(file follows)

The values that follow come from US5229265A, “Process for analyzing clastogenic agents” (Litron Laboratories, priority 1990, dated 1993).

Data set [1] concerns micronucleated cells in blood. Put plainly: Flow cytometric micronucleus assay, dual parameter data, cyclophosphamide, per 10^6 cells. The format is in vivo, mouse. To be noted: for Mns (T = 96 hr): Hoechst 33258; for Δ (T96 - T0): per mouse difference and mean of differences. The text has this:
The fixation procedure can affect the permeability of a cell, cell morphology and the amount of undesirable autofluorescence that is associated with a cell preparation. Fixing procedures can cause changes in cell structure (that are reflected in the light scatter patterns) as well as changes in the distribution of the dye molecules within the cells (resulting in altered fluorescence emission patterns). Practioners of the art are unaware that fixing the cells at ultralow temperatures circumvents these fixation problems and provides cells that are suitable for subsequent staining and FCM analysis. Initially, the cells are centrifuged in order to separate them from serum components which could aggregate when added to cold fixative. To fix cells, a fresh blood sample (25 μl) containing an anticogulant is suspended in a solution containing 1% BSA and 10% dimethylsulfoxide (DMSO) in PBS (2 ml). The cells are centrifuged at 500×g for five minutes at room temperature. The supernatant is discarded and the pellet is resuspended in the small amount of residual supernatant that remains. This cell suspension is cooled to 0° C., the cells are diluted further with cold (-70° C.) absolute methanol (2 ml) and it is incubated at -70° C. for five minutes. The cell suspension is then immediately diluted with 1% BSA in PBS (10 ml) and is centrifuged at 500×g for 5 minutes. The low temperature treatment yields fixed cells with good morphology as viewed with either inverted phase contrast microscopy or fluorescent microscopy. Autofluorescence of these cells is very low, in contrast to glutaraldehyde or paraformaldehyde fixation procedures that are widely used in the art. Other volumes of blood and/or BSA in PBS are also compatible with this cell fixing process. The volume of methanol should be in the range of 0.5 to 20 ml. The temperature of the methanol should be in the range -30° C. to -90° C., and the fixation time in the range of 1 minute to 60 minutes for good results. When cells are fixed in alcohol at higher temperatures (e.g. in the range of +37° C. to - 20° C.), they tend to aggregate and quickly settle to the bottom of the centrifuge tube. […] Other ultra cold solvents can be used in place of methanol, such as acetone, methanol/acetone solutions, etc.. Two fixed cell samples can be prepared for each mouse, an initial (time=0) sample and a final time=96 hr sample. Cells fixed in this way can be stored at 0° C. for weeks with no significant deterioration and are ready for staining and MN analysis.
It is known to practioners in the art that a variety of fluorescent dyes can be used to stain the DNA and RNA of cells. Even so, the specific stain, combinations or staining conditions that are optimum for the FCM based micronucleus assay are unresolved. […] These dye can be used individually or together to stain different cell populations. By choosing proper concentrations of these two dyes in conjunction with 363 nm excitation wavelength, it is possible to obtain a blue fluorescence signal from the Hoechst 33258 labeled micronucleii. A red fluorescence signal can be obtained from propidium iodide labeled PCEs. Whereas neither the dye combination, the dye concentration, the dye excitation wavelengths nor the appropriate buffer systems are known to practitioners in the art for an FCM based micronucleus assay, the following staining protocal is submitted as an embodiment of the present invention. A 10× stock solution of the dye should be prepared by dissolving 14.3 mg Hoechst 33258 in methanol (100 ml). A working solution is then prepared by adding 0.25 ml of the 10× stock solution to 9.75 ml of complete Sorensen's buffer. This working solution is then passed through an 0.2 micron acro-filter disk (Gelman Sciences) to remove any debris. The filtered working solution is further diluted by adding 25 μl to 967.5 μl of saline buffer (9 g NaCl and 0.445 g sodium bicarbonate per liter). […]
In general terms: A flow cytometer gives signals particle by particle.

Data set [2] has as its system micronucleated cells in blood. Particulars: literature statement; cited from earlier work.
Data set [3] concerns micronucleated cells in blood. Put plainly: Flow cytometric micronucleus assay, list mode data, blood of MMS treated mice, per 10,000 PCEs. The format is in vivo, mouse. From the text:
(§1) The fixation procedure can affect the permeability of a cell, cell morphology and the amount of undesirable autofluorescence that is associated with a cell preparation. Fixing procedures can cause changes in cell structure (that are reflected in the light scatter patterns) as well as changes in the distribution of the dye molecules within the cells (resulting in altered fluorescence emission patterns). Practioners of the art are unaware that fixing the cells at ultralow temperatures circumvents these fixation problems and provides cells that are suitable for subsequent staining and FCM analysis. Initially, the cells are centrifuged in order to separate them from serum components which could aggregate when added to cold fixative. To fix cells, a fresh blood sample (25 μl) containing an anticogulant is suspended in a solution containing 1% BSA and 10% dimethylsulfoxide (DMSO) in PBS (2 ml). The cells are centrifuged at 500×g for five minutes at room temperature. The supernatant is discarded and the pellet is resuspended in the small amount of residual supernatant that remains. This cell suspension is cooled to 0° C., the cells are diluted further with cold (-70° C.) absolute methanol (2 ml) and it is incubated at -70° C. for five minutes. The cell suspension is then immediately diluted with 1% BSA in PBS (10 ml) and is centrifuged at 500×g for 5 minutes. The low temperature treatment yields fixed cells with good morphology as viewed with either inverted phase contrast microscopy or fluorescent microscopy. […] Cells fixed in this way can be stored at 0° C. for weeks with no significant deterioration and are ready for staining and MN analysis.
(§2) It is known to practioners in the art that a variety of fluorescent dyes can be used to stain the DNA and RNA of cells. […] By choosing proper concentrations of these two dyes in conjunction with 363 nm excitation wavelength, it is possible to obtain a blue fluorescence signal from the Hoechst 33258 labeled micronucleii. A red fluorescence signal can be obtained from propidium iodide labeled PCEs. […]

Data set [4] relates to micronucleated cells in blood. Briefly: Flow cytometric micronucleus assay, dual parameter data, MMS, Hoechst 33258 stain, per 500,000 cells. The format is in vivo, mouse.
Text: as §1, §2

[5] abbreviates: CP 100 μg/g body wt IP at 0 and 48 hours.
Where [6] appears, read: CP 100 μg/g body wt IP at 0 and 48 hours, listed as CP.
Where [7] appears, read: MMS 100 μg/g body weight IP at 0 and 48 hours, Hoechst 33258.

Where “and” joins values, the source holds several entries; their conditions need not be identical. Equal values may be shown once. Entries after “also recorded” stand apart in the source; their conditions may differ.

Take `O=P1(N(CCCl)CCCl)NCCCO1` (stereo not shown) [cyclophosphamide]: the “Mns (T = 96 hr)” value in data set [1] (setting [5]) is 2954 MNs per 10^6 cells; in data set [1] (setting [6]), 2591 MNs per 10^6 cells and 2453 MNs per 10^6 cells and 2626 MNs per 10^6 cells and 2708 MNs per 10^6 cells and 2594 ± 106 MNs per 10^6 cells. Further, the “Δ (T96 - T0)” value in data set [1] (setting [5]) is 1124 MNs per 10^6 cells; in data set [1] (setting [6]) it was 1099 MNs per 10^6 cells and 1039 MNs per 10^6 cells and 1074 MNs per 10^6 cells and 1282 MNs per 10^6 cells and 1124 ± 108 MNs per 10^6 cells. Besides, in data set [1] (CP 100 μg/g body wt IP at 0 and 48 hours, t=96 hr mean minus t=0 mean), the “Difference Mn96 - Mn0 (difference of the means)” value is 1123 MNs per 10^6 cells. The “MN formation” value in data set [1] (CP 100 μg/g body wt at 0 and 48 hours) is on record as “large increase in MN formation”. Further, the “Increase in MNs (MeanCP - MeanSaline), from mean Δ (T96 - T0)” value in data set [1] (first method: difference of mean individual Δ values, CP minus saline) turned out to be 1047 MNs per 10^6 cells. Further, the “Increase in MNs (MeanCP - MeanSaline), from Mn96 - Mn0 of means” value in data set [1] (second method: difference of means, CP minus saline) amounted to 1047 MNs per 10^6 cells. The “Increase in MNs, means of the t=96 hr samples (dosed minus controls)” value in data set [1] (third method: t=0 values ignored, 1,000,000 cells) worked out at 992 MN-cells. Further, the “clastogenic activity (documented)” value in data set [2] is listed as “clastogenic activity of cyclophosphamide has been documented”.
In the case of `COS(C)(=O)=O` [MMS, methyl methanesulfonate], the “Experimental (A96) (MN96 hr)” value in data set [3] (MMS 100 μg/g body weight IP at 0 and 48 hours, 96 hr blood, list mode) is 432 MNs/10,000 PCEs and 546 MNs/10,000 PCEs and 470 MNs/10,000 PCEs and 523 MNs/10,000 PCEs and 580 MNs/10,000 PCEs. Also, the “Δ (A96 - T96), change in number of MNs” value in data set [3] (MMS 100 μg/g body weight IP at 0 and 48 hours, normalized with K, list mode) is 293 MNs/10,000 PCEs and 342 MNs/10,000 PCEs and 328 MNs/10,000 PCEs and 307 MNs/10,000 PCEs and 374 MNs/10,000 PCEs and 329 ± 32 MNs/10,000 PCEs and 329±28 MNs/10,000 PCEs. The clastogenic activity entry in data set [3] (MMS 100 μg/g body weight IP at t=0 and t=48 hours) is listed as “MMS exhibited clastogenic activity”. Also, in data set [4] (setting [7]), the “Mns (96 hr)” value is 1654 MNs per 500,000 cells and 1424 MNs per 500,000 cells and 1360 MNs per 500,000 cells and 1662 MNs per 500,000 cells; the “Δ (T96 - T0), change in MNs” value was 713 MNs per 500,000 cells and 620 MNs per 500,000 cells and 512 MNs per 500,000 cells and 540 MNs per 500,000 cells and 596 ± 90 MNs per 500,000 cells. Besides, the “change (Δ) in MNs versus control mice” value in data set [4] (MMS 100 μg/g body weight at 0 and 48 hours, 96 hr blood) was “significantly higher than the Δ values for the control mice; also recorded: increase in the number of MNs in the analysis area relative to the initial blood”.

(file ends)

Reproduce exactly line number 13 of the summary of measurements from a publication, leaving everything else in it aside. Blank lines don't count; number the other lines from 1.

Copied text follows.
Where [6] appears, read: CP 100 μg/g body wt IP at 0 and 48 hours, listed as CP.